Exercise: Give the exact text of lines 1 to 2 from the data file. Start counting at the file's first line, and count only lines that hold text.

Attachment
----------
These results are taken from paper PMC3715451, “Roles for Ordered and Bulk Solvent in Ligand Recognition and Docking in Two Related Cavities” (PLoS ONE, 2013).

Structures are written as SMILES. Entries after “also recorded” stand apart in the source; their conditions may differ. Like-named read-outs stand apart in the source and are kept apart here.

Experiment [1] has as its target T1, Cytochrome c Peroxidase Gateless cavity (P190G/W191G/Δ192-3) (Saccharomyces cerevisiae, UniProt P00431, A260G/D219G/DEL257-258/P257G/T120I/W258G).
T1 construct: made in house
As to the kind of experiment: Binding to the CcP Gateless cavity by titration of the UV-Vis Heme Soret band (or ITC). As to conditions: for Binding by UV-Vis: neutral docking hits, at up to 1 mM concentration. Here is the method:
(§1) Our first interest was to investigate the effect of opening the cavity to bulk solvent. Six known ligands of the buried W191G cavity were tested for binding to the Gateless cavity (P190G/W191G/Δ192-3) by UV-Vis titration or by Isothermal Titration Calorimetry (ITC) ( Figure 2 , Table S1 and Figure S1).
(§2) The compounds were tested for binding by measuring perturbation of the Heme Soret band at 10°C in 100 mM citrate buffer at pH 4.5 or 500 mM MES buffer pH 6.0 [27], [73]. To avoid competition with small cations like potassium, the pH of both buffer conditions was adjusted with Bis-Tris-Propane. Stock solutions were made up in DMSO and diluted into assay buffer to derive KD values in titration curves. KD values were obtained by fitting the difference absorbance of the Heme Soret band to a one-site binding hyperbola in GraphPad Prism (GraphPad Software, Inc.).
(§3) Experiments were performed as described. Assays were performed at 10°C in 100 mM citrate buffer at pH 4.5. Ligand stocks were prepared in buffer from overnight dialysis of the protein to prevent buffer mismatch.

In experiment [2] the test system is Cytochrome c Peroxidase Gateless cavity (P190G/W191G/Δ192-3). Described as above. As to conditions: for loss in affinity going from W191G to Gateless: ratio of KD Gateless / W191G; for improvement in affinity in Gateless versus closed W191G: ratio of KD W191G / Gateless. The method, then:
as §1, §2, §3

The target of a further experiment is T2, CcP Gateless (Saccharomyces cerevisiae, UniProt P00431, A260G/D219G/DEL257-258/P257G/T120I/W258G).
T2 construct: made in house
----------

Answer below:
These results are taken from paper PMC3715451, “Roles for Ordered and Bulk Solvent in Ligand Recognition and Docking in Two Related Cavities” (PLoS ONE, 2013).

Structures are written as SMILES. Entries after “also recorded” stand apart in the source; their conditions may differ. Like-named read-outs stand apart in the source and are kept apart here.